July 20, 2001 (Ira Pilgrim)
The nature of physical things is much more easily conceived when they are beheld coming gradually into existence, than when they are only considered as produced at once in finished and perfect state.
We are each of us born into a world that is already formed, to parents who, for most of our childhood, seem to remain unchanged, and into a society and nation. It seems to us that everything has always been the way it is. In our short span of our life, that is the way it is. However, we soon find that we ourselves are changing and that everything changes. People are born, grow up, grow old and die. To those who think, it soon becomes obvious that all things evolve, including cultures and religions.
In order to understand any subject, it is necessary to know how it evolved. To believe that geometry started with Euclid and theorems is to ignore the fact that geometry existed before Euclid and was used in constructing buildings. Long before the Pythagorean theorem, that the square of the hypotenuse of a right triangle is equal to the sum of the squares of the other two sides, it was known that if you took a string that had lengths of 3, 4 and 5 units, that you could construct a right angle.
By the same token, there were religions before Judaism or any of the world religions. While some choose to ignore this fact, the true understanding of one's religion mandates an understanding of where it came from; how it evolved.
It is not necessary to understand much of anything in order to survive. A bear, a mountain lion or a flea does quite well. One of the glories of the human mind is that we can have some concept of what came before and what might come after. Every sentient adult knows that his parents were once children and that he will eventually die. I doubt that my cat is aware of this. Even if a cat were aware, it couldn't tell me because it can't speak.
A bit of evolution is essential to any advanced pedagogy. Well taught history is mostly about the evolution of events. Psychology must include the evolution of an adult from a newborn child. Even language courses should have a bit about how the meanings of words have changed over time and a bit about word origins.
At one time, when the sperm cell was first seen under a microscope, it was thought that the sperm contained a tiny man which, when implanted in a woman's belly, grew into a person. We now know how a human being evolves from the union of sperm and egg, and how it differentiates and grow into a fetus, a child, an adult, an old person and eventually death. This is the evolution of a person, and anyone who claims to understand any part of human development is familiar with this process.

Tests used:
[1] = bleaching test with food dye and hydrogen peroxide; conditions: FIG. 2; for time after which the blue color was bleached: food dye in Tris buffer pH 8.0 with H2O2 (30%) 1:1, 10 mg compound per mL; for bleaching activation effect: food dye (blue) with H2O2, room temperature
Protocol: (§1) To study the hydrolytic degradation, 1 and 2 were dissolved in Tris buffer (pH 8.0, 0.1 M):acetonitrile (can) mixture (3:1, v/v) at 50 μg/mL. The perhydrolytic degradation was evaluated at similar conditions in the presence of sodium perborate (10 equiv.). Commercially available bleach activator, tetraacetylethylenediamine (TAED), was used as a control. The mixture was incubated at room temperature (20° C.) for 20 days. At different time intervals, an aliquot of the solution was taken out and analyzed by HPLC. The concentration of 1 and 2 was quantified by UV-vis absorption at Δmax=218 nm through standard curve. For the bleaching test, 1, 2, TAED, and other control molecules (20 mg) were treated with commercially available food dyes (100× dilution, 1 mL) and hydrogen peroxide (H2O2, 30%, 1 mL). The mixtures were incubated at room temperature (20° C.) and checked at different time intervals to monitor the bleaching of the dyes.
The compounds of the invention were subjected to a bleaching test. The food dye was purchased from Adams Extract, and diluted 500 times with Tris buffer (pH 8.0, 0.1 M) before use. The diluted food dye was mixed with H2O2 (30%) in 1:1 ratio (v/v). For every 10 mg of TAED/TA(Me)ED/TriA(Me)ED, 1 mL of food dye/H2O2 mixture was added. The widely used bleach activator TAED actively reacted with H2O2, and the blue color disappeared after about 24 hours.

We drive a car. Most of us do not understand how the car works. A skilled automobile mechanic does. An automotive engineer understands more than the mechanic, and there are innovative people who develop new forms of automobiles, who have a greater understanding. Much of that understanding has to do with knowing the total evolution of an automobile and what all of the possibilities are.
While there are many people who practice religion, few understand its evolution. Those who do are the masters of theology. They are to religion, what the embryologist is to the understanding of structure and function, and what the automotive engineer is to the automobile.
Part of understanding the evolution of a subject, is understanding the history of our thoughts about it. This is important to the scientist and it is vitally important to those who deal with the human mind and spirit.
There is no understanding of any subject without an understanding of evolution. Lacking that, there is only the blind obedience to an unyielding destiny. Our ancestors were slaves to now-curable diseases and an often cruel environment. They practiced a way of life that was probably originated by a few people of genius; the history of which was long lost to people who lacked the means to record it.
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